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Washington Commanders ‘fitting name for oppressors’ Native American group claims in new federal lawsuit

Washington Commanders ‘fitting name for oppressors’ Native American group claims in new federal lawsuit
  • PublishedSeptember 25, 2023

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A Native American group filed a lawsuit against the Washington Commanders in federal court this morning that upends a long-standing cancel-culture narrative about racism in sports.

The Native American Guardians Association (NAGA) accuses the the NFL franchise and new owner Josh Harris of defamation, civil conspiracy and civil right violations for their role in suppressing Native American history, in a complaint filed in the United States District Court of North Dakota

NAGA led a viral petition this summer demanding that the organization reclaim its traditional Redskins identity. It generated 150,000 signatures. 

NATIVE AMERICAN GROUP THAT WANTED ‘REDSKINS’ REMOVAL IS FUNDED BY SOROS FOUNDATION, OTHER LEFTIST ORGS

“Commanders is a fitting name for oppressors,” the suit stated. 

The group seeks $1.6 million in damages and “a seat at the table to share Native American history,” plaintiff attorney Chad LaVeglia told Fox News Digital.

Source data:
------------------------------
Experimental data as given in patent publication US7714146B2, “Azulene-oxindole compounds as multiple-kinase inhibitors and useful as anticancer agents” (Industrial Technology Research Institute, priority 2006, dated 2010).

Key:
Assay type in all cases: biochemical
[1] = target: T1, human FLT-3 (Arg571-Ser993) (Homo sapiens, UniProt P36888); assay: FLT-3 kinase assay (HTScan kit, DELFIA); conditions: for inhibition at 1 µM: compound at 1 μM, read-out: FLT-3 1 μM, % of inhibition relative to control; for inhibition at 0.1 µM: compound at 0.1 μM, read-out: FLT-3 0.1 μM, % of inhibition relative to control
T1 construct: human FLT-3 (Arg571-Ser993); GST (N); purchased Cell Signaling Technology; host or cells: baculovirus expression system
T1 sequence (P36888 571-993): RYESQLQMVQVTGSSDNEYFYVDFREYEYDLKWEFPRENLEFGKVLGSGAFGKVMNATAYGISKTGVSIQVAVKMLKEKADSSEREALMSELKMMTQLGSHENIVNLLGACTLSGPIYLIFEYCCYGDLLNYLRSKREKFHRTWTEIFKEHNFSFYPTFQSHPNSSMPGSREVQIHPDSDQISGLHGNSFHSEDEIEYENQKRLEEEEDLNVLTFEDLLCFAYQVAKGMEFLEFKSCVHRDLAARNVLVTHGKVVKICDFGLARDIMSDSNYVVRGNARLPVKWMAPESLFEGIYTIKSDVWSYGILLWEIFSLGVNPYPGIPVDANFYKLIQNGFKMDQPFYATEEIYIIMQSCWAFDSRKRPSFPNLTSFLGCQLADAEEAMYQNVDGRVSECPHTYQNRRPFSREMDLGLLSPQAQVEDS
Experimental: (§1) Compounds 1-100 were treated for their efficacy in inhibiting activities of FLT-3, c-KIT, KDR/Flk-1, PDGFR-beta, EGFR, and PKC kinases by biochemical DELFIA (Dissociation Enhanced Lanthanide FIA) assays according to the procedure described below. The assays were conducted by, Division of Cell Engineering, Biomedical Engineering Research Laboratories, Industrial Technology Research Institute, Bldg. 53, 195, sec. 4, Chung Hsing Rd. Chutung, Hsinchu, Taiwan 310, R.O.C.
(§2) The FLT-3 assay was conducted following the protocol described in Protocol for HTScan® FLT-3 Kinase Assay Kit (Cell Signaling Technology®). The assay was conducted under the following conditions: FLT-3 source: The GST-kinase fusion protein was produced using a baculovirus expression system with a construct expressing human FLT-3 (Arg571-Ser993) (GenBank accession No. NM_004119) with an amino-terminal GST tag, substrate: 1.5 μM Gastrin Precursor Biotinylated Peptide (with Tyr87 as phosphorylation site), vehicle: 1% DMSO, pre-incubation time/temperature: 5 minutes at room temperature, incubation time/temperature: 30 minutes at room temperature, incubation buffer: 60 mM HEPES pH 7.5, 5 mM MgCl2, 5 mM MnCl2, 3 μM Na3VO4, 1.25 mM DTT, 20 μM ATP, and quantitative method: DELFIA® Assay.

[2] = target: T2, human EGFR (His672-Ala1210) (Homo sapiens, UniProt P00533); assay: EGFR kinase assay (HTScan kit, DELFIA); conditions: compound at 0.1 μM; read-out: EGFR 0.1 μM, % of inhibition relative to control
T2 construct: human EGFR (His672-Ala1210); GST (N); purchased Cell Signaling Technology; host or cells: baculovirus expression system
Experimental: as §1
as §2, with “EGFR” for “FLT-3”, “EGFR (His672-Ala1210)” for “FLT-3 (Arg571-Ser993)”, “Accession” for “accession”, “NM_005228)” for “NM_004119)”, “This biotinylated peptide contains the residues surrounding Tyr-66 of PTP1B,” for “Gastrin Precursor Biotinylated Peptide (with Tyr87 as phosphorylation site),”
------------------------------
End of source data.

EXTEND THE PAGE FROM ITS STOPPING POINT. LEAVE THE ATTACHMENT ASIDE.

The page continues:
Josh Harris at Commanders-Browns

Washington Commanders managing partner Josh Harris looks on prior to a preseason game against the Cleveland Browns at Cleveland Browns Stadium on Aug. 11, 2023 in Cleveland. (Nick Cammett/Diamond Images via Getty Images)

“We believe the complaint is without merit, and we will address the matter in court,” said a Commanders spokesperson.

The complaint also names the powerful National Congress of American Indians (NCAI) for its role in erasing from public discussion the image and history of real Native Americans. The suit claims that the NCAI contributes to a legacy of cultural oppression suffered by indigenous peoples. 

“This lawsuit is a f— you to the NCAI and a f— you to the Commanders and to cancel culture.”

— Plaintiff attorney Chad LaVeglia

“The name ‘Redskins’ carries deep cultural, historical, and emotional significance, honoring the bravery, resilience, and warrior spirit associated with Native American culture,” the NAGA complaint states.